Annotated Bibliography of Criticism

 

Bogucki, Michael. “Brutal Phantoms: Modernism, Anti-theatricality, and Irish Drama.”

Diss. Thesis / Dissertation ETD, 2010. Print.

“Brutal Phantoms” examines the works of early dramas that went against the grain of the Victorian commercial theatre. It examines George Moore’s, The Strike at Arlingford, praising Moore’s innovative character, the ability to center on the social theatre, and the attention given to “corrupt performance practices of British touring companies” (3). Nevertheless, Bogucki does not deem Moore to be a fully accomplished playwright. He thinks Moore does a poor job of developing strong characters that will leave imprints of realism on the audience. John Reid, for example, is “a weak man in a position too strong for him … and [the] inability to express himself” (38). Bogucki also criticizes Moore’s inability to follow through on metaphors, and “[a] weak production” [that] causes the audience not to view the characters in a purposeful light. Bogucki also comments on the luxurious decor at the beginning of the play that wanes to the point of no significance at the end. The author’s argument is that The Strike at Arlingford is an ingenious, creative, true-to-life play, but Moore struggles with production and implicit comparisons.

—Sandra Brown

 

Robinson, Hilary. Review of Anthony Farrow, George Moore. The Yearbook of English Studies 12 (1982): 334–336. Web.

Hilary Robinson alludes to Anthony Farrow’s scholarly book, which examines George Moore’s works. Farrow proposes that Moore centers around the conflict of life, marriage, and art. Robinson refers to three works to support Farrow’s thesis: A Modern Lover, Muslin Martyrs, John Norton, and The Strike at Arlingford. Robinson states that in The Strike at Arlingford Moore “Condemns the weakness that lets a man put a women before his politics.” Robinson suggests that Moore is in conflict with two worlds:” The Christian idea of marriage,” and the struggle to find meaningful relationships between the sexes.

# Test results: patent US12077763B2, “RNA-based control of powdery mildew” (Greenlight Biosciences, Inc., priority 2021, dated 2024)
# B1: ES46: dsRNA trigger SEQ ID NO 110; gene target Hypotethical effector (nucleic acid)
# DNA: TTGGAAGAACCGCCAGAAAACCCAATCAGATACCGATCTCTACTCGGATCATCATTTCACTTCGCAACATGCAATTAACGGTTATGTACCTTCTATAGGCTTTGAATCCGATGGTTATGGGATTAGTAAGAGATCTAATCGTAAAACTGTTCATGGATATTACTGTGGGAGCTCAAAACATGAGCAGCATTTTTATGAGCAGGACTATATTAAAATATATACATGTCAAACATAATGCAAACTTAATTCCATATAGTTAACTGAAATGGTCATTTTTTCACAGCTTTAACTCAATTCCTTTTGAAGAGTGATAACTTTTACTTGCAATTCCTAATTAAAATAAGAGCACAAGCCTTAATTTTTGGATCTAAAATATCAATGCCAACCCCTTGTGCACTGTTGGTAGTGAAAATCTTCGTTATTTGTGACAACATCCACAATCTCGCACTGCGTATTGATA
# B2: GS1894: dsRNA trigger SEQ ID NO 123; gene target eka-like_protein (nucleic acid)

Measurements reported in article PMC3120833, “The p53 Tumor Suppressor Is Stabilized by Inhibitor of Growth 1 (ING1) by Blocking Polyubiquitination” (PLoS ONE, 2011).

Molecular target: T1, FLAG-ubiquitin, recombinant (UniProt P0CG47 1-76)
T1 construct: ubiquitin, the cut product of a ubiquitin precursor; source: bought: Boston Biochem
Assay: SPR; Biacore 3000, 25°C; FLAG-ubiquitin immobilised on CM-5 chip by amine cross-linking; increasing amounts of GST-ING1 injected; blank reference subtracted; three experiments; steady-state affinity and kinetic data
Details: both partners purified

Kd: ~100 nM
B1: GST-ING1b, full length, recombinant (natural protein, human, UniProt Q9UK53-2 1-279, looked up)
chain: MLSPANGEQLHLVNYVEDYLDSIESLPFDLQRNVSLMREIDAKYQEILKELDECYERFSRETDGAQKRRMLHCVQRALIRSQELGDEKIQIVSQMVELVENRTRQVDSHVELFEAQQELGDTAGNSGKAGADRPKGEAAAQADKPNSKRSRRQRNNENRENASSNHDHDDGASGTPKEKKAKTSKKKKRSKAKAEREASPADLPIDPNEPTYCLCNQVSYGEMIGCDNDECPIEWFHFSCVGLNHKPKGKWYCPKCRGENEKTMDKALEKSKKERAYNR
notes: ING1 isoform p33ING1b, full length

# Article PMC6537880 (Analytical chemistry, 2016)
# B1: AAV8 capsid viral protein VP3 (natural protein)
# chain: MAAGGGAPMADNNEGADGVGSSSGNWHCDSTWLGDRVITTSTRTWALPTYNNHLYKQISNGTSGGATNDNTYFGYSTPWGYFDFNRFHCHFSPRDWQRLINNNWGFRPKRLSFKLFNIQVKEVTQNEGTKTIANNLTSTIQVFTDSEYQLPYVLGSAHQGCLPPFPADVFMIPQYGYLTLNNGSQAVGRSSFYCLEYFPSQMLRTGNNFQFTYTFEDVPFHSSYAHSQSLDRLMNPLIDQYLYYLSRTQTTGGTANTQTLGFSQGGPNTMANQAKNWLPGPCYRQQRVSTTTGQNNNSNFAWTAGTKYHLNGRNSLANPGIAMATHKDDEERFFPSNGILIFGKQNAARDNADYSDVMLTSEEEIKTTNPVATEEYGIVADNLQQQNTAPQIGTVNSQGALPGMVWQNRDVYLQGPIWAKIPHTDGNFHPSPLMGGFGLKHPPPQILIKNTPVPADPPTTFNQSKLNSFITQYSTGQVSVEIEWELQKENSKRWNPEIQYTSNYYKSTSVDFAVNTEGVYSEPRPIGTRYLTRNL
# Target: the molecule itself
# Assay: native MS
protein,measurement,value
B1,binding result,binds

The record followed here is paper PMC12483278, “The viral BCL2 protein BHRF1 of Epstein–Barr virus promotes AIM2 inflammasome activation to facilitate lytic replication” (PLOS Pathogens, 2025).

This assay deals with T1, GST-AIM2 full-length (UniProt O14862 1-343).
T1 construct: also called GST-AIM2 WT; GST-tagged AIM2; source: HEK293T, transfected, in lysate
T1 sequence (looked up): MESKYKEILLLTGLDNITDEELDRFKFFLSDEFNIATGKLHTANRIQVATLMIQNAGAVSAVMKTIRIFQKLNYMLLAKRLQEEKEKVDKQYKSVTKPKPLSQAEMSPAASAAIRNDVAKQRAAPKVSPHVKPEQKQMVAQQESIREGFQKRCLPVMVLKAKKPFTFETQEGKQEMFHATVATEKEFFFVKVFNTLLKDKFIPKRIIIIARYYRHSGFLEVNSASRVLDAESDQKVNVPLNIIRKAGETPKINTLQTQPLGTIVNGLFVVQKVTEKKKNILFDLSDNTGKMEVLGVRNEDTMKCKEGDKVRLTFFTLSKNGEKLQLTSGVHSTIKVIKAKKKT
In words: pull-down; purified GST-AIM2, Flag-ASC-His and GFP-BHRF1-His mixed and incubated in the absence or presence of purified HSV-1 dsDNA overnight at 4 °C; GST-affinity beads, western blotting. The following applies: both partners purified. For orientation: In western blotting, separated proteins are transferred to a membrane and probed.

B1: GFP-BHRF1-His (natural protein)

Robinson explains that Moore’s other works also display another sentiment: The conflict of religion and its use for a cushion for the failures of life and marriage, as shown in John Norton, and the Muslin Martyrs. Robinson comes to the conclusion that religion and chastity, as well as the idea of identity when it comes to the opposite sex, is a topic that inhabits most of Moore’s work.

—David Castro

 

Shaw, Bernard. “Playwright Cut Playwright: Bernard Shaw on George Moore.” The Shaw Review 23.2: 90-94. Web. 17 Nov. 2015.

Renowned playwright Bernard Shaw was asked by a journalist of The Star to analyze the portrayal of socialism in George Moore’s The Strike at Arlingford. Shaw believes that Moore accurately depicts the economic aspect of the labor industry: that raising wages would lead to the establishment’s financial ruin. Where the production falters, however, is in the depiction of the relationship between capitalists and socialists. In Shaw’s opinion, a genuine labor leader would not let the threat of ruin for the capitalist heads prevent him from pursuing his wage increase. He furthermore would not suppress the party’s funds to benefit the capitalists because of his romantic relationship with the mine owner. Shaw admits that depicting the labor leader as so weak-willed that he would turn on his men for love makes for good drama but in terms of being realistic, however, of all the things a labor leader can be, being weak-willed is the one thing he should not be. Shaw believes that a genuine labor leader would not have suppressed money at the request of his unrequited object of affection. He would have instead gotten the money out of her and still taken her to bed. He would know when circumstances were becoming dangerous for his cause and he certainly would not have committed suicide at the end. According to Shaw, Moore created a fine character for his play but, unfortunately, a play is the only place one would find such a character.

—Nykia Blanks

Leave a Reply

Fill in your details below or click an icon to log in:

WordPress.com Logo

You are commenting using your WordPress.com account. Log Out /  Change )

Google photo

You are commenting using your Google account. Log Out /  Change )

Twitter picture

You are commenting using your Twitter account. Log Out /  Change )

Facebook photo

You are commenting using your Facebook account. Log Out /  Change )

Connecting to %s